2013: A Short Review

2013 was a good year to me. On the story front, the first semester wasn’t a strong one; too much work at my day job at the university (and the non-stop work translating SF works from English to Brazilian Portuguese) prompted me to create a blog just to jot down a few unfiltered thoughts in the form of flash fiction. Narrative Textures had a very brief life – 3 or 4 months tops, I guess; I saved the cache but I deleted the blog, so I don’t have the precise number.

It was a lifesaver, though – it helped me to keep focus through a rough patch in my personal life. It was a year for trying to achieve some peace of mind, and writing was part of the process. But I wasn’t aiming at anything in particular then: I had no stories published in any venue in 2013, but until May I had written at least thirty pieces of flash fiction or fragments of larger stories. It was good practice. Because the next step would be the best and the hardest.
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The Future Fire magazine is seeking funding through Peerbackers. With a little over a week to go, they’re currently sitting at about 80% of their goal.

From the site:

We are raising funds to publish a special issue/anthology of colonialism-themed speculative fiction from outside the first-world viewpoint, co-edited by Fabio Fernandes and published by The Future Fire.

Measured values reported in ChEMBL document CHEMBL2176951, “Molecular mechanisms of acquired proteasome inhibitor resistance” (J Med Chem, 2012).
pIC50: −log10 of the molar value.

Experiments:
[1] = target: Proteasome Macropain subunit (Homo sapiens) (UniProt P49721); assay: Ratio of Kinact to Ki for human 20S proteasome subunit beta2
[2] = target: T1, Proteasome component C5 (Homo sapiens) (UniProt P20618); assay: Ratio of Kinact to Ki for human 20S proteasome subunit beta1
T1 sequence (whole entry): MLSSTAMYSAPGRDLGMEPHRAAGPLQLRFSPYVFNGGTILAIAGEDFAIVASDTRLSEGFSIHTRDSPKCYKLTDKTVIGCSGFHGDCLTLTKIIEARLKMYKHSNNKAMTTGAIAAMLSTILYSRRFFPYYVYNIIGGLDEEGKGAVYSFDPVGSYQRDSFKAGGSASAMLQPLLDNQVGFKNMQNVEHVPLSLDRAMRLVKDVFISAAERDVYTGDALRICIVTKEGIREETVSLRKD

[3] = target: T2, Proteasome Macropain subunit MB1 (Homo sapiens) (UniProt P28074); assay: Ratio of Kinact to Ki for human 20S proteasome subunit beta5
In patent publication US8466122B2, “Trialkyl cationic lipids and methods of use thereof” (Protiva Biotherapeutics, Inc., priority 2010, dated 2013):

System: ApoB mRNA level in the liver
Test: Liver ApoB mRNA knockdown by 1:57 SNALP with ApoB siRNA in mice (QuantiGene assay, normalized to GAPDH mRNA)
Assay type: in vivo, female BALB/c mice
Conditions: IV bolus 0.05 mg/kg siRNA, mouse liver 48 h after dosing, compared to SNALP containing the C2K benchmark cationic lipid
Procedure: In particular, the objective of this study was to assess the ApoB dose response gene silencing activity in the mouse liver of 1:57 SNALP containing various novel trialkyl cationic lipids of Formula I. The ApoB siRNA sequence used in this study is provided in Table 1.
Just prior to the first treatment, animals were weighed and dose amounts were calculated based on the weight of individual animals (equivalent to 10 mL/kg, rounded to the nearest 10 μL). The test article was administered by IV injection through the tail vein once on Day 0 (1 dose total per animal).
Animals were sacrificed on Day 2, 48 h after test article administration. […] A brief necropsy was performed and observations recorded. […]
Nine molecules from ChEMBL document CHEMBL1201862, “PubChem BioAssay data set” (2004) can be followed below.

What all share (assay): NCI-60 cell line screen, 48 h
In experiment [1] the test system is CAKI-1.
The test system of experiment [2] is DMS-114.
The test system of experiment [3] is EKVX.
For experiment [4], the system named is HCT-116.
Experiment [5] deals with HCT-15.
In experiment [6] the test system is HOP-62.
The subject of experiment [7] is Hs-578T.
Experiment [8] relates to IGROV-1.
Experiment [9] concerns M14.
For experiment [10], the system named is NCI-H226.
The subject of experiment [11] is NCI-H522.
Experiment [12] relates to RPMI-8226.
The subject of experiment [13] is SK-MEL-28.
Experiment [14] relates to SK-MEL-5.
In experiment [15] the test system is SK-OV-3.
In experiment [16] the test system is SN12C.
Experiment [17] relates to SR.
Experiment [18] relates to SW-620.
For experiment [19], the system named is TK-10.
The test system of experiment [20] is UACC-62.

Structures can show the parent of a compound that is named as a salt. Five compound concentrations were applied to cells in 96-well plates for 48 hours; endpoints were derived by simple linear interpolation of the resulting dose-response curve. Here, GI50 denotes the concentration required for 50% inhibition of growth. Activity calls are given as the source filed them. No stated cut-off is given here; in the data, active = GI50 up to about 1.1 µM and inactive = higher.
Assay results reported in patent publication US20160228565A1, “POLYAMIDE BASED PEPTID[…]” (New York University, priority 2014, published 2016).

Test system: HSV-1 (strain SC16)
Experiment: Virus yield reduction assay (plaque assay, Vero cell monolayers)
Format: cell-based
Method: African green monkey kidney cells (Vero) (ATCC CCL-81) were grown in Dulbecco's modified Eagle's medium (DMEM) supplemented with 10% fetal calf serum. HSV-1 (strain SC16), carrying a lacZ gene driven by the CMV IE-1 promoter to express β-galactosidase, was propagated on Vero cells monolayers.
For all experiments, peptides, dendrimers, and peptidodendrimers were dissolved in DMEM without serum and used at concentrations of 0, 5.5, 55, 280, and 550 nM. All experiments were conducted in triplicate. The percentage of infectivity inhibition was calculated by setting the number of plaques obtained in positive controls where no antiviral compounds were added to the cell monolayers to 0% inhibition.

Colonialism is still a thorn on the side of humankind. Many of the problems of the Third World, for instance, are due to the social-political-economic matrix imposed on its countries by the First World countries since the 17th century (e.g. the manufacture by European powers of arbitrary borders and tribal conflicts in Africa, and then the creation of Arab countries to defeat the Ottoman Empire in WWI). The balance of power is changing in the 21st Century, but it’s still essential to look back if we want to truly understand the forces at play in the political and cultural panoramas of Third World countries—and even in countries that hardly can be labeled as Third World, like the BRICS (Brazil, Russia, India, China, and South Africa).

UPDATE: The initial target of $3000 was surpassed in the first 40 days, so whatever happens now, the colonialism-themed issue of TFF as described below will happen. But if we can reach our new target of $4000 in the next ten days, We See a Different Frontier will not be an issue of a magazine with 7-8 stories, but a full book-length anthology with over 60,000 words of fiction. Please continue to show your love to this project, and spread the word about our extended target.

See Peerbackers for more info…